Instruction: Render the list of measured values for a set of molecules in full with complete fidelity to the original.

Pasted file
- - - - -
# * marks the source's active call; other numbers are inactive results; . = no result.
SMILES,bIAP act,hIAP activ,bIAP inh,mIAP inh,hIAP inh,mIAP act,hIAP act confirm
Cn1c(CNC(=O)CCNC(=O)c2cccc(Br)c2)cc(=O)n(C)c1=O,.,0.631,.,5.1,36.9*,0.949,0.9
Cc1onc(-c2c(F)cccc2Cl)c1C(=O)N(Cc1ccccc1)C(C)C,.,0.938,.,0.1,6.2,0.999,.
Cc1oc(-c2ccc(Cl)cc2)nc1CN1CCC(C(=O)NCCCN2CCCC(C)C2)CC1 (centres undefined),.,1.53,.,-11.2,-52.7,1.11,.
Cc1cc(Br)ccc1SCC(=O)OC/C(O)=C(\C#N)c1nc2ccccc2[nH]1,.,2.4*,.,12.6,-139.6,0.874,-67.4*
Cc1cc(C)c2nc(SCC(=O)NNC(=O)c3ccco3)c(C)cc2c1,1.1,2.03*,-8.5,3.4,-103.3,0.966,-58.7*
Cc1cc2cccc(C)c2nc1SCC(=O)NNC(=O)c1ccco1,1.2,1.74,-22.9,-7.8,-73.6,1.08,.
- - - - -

# * marks the source's active call; other numbers are inactive results; . = no result.
SMILES,bIAP act,hIAP activ,bIAP inh,mIAP inh,hIAP inh,mIAP act,hIAP act confirm
Cn1c(CNC(=O)CCNC(=O)c2cccc(Br)c2)cc(=O)n(C)c1=O,.,0.631,.,5.1,36.9*,0.949,0.9
Cc1onc(-c2c(F)cccc2Cl)c1C(=O)N(Cc1ccccc1)C(C)C,.,0.938,.,0.1,6.2,0.999,.
Cc1oc(-c2ccc(Cl)cc2)nc1CN1CCC(C(=O)NCCCN2CCCC(C)C2)CC1 (centres undefined),.,1.53,.,-11.2,-52.7,1.11,.
Cc1cc(Br)ccc1SCC(=O)OC/C(O)=C(\C#N)c1nc2ccccc2[nH]1,.,2.4*,.,12.6,-139.6,0.874,-67.4*
Cc1cc(C)c2nc(SCC(=O)NNC(=O)c3ccco3)c(C)cc2c1,1.1,2.03*,-8.5,3.4,-103.3,0.966,-58.7*
Cc1cc2cccc(C)c2nc1SCC(=O)NNC(=O)c1ccco1,1.2,1.74,-22.9,-7.8,-73.6,1.08,.